The Victim Seesaw

Posted by on December 01, 2017

 

College. A place where freedom of thought and expression is explored to its greatest potential. No longer are students and professors limited by curriculum’s that restrict the exploration of ideas or concepts that some might consider too controversial.

From topics like sex to racism, there has been a consistent effort to push the boundary of acceptable discourse when it comes to opening dialogue. The idea is to gradually push the boundary of acceptable discourse further and further. There was once a point when women’s rights were a controversial topic. Now, even topics like genital cutting that once would have been considered taboo, are being regularly discussed and explored on college campuses.

 

I remember one of my first college classes we explored the topic of female genital cutting. How it was a gross violation of human rights and infringed on a person’s autonomy and self-determination of their own bodies. How it was done to contain woman’s sexuality and if done incorrectly, could lead to a multitude of different issues, including death. Thankfully our culture did not practice female genital cutting. But, it was pointed out to us that these sorts of things were still being done in places like Africa. I don’t know about my fellow male classmates, but this felt old-hat to me. Just another example of how men can take advantage of women. How we have often victimized women and were, in a way, “above them” on what I call “the victim seesaw.”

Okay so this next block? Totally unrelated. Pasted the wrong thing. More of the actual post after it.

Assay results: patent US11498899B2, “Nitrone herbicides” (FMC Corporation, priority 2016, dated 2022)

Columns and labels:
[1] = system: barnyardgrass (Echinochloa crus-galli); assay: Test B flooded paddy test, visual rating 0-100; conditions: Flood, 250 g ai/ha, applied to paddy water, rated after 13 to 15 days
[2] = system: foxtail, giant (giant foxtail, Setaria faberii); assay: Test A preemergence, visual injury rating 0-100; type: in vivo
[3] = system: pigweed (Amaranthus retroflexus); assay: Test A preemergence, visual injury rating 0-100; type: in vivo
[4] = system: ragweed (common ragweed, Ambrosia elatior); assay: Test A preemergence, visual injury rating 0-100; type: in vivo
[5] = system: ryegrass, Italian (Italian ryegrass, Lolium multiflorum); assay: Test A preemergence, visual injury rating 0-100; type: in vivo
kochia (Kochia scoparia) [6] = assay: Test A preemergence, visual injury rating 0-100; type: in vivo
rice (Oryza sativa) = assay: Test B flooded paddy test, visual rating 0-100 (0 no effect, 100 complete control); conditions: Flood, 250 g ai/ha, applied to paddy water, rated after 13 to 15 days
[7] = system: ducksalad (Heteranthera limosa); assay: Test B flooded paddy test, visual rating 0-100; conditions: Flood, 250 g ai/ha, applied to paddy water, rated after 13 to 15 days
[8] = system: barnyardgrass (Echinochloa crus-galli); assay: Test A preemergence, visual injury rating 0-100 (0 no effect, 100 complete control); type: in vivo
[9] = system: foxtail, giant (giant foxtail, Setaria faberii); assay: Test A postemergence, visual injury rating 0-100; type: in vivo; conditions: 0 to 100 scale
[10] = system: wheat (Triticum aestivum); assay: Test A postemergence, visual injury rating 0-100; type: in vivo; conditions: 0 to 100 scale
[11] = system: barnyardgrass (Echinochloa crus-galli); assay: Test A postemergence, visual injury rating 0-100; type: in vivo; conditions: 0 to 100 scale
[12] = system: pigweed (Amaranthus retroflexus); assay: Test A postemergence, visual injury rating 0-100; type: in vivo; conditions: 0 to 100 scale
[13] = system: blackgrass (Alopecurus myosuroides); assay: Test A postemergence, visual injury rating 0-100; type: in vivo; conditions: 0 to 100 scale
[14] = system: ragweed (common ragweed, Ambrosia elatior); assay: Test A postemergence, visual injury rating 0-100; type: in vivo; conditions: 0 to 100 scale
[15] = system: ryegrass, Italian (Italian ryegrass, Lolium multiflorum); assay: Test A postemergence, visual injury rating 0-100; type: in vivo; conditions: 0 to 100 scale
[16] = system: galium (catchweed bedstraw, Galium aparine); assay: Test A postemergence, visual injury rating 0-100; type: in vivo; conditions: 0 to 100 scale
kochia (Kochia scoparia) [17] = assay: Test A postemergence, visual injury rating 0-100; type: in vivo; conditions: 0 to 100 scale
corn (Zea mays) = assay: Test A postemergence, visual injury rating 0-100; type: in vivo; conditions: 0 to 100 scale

It seemed to me that men taking advantage of women was a recurring theme throughout history. The idea that this situation might actually be reversed, and in our modern world no less, would have seemed preposterous to me at the time. However, I am here to tell both men and women that it is indeed the situation we’re in. Men are being taken advantage of and it needs to stop. If we wish to succeed in this mission as a society, we must approach this issue with the correct mindset and strategy.